I continue to find Zumsteg's article convincing, even against the 1990 Bill James piece that Mike refers to and that I'm familiar with. The betting amounts are suggestive, Peters' and Janszen's testimony dovetails in important respects, and although a couple of games on the betting slips don't match the dates most of them do. I would very much look forward to a point by point refutation of Zumsteg by either or both of you.
I actually have already done this. Well, I bypassed Zumsteg and went to the source, Dowd. It was part of Only Baseball Matters' Rose series about a month ago. It's in my archive here. It's a staged trial as refutation of the Dowd Report. Be forewarned that it is long and, I'm told, self-indulgent (I liked it though).
I find no credible evidence whatsoever in the Dowd Report, not the witness testimony, not the phone logs, not Janszen's or Peters' betting logs, and not Rose's alleged betting slips.
Zumsteg seems to have a real Jones for James on the issue though (esp. any mention of April 8th). Zumsteg seems more bent on believing every piece of evidence that is against Rose than Dowd did. I actually read the Zumsteg piece before the Dowd Report and was convinced that it was a rock-solid piece of investigatory work. It's not, not by a long shot. It did more to convince [me] that Rose's guilt in the matter cannot be determined from the evidence available that any article, even the ones by James.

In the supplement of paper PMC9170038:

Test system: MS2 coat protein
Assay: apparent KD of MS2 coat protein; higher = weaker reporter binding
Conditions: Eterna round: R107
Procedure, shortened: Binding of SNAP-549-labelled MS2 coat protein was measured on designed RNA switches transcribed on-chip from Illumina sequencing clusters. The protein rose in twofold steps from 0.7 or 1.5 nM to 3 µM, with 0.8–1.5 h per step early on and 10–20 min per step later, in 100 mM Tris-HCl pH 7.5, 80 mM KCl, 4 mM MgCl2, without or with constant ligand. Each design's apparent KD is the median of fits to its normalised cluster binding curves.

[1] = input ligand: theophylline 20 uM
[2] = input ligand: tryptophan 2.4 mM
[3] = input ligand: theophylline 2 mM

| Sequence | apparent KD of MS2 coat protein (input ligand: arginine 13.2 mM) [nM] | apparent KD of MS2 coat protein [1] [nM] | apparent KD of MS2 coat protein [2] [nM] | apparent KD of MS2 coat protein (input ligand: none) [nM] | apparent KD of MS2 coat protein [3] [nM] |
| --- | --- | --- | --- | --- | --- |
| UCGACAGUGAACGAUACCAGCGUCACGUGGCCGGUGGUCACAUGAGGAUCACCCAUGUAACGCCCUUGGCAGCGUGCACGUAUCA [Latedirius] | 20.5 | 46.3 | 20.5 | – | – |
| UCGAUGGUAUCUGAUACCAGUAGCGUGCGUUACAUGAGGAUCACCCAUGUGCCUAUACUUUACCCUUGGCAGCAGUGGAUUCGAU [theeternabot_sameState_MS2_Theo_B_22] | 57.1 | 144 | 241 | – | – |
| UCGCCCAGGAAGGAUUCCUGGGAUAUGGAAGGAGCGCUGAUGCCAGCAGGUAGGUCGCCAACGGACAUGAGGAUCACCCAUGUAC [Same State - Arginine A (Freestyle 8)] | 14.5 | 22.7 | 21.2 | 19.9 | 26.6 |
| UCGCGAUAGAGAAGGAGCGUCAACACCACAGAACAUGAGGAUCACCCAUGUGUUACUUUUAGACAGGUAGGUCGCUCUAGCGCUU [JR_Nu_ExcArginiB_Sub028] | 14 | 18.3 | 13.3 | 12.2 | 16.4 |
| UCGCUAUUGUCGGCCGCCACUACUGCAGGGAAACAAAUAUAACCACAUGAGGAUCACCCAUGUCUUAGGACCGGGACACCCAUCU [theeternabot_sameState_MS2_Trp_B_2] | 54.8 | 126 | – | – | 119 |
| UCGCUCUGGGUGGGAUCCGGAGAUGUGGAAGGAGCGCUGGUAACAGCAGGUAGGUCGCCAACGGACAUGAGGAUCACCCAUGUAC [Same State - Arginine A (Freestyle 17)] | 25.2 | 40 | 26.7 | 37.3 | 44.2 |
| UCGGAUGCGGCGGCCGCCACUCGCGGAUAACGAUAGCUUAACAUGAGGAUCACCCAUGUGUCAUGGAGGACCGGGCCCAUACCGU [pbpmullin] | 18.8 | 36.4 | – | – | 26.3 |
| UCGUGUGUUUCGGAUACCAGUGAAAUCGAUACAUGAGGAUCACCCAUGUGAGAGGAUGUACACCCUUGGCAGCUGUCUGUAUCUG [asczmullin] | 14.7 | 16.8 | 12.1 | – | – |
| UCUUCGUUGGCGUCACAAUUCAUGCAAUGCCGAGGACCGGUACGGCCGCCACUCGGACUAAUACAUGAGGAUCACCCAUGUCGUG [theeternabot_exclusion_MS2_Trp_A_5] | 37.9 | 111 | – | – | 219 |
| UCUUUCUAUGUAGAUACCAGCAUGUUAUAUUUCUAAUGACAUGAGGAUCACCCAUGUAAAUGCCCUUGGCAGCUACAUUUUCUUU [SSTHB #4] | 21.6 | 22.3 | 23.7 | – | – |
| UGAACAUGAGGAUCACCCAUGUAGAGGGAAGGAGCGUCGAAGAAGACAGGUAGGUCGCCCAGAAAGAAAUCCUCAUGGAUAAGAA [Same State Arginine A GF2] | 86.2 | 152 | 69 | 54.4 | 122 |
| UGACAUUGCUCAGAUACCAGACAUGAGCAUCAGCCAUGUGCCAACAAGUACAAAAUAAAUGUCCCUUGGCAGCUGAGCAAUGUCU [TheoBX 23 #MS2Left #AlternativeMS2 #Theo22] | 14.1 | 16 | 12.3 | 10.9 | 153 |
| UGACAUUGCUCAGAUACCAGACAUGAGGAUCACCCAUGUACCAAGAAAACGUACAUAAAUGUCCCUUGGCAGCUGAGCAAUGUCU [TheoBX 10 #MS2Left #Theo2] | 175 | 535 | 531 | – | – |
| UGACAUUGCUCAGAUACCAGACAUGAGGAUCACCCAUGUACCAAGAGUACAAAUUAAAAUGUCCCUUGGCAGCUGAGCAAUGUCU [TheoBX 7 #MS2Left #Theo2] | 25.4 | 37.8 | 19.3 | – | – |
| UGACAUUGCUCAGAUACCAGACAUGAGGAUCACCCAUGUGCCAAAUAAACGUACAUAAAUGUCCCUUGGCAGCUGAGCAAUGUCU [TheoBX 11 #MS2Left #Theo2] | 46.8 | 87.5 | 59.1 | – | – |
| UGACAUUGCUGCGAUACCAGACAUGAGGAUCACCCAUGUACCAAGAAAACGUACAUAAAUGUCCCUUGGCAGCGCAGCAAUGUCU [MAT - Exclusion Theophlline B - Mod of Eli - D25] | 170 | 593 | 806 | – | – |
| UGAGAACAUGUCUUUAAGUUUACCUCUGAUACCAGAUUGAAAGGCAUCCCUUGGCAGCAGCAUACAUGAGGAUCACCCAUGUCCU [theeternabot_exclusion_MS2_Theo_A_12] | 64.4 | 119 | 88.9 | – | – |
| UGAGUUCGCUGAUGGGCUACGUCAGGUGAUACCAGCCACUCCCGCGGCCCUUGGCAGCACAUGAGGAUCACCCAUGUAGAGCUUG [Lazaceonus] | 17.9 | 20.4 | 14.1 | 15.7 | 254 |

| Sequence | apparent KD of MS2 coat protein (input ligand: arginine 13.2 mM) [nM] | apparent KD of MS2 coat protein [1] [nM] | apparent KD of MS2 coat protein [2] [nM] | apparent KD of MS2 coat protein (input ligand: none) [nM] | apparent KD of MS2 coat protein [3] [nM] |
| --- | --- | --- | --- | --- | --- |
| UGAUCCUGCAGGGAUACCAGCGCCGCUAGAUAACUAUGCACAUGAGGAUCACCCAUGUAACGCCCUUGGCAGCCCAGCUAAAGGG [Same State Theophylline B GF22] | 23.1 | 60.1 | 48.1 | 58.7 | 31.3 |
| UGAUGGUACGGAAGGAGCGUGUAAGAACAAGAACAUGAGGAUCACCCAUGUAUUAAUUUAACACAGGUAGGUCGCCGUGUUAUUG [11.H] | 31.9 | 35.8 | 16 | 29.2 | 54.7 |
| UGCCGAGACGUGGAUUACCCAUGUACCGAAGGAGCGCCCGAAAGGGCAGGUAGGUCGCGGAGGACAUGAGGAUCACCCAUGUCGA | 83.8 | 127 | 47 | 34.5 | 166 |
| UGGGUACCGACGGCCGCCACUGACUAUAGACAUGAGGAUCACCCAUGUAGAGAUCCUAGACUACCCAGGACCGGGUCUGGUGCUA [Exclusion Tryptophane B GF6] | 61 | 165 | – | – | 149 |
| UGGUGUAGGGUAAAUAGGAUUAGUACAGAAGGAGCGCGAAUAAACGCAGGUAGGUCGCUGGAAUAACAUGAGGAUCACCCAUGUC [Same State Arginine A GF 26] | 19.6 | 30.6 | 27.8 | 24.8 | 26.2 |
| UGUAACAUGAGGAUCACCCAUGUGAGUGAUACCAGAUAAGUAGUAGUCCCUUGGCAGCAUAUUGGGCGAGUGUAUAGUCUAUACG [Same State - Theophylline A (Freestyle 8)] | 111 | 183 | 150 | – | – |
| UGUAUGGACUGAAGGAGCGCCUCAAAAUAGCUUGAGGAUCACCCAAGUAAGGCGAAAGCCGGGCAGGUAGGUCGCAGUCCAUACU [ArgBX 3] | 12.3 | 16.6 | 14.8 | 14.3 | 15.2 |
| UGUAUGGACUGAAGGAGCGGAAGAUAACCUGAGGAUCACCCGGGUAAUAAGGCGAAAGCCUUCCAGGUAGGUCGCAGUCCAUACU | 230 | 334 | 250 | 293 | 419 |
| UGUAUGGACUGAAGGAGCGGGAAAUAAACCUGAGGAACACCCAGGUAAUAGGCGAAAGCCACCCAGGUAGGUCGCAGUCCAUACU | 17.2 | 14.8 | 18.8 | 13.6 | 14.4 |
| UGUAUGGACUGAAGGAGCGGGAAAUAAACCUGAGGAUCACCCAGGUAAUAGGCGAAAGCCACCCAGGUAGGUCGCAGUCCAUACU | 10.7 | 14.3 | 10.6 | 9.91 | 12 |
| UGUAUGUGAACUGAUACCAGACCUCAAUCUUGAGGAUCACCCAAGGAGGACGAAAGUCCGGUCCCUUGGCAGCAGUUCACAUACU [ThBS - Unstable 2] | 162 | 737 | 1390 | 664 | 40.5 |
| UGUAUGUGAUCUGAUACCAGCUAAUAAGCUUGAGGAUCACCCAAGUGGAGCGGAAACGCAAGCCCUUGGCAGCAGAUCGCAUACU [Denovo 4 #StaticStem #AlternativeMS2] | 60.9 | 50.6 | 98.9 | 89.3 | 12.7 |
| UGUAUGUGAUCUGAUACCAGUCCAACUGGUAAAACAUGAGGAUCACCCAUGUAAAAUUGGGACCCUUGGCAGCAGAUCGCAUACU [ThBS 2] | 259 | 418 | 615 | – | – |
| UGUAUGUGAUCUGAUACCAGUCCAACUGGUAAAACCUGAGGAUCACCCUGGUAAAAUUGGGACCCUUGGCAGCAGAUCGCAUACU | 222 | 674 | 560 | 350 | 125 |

As far as Zumsteg's statements, there are a number of inaccuracies. He incorrectly states that the betting slips are accurate. The 4/9 one lists two baseball games that didn't happen and three games that never happened on the same night the entire season. The fact that the Janszen log matches the betting slips he uses to buttress his argument. However, if Paul Janszen fabricated the slips or used the slips to fabricate his log, then they would match, wouldn't they? The slips are ludicrous as pieces of physical evidence. First, they are xeroxed copies and they are enlarged. Second, they were delivered to MLB by Janszen, a man who clearly had an axe to grind with Rose and who admitted to extorting money from Rose's attorney (as a thinly veiled promise to "protect" him). Third, they are in block letters--who can say with any degree of accuracy they are Rose's. They contain inaccurate baseball information (the 4/9 one). Zumsteg indicates that the basketball bets are wrong, too. There is no way to know if any actually pertain to real bets (Janszen's log notwithstanding). There are no amounts (I see no "5 Dimes" on the copies at The Baseball Archive). Furthermore, there is no way to tell if they are bets, which ones truly are and which are Rose writing down scores he overheard on the sports line.
Speaking of the sports line, Zumsteg seems to agree with Dowd that they are meaningful. However, there are many days according to Janszen's log on which numerous calls to the sports lines and to their various lowlife friends, however, no bets are placed. They cannot be used to even indicate betting is actually happening, let alone baseball or Reds betting. There is a ton more, but it's basically in the link above.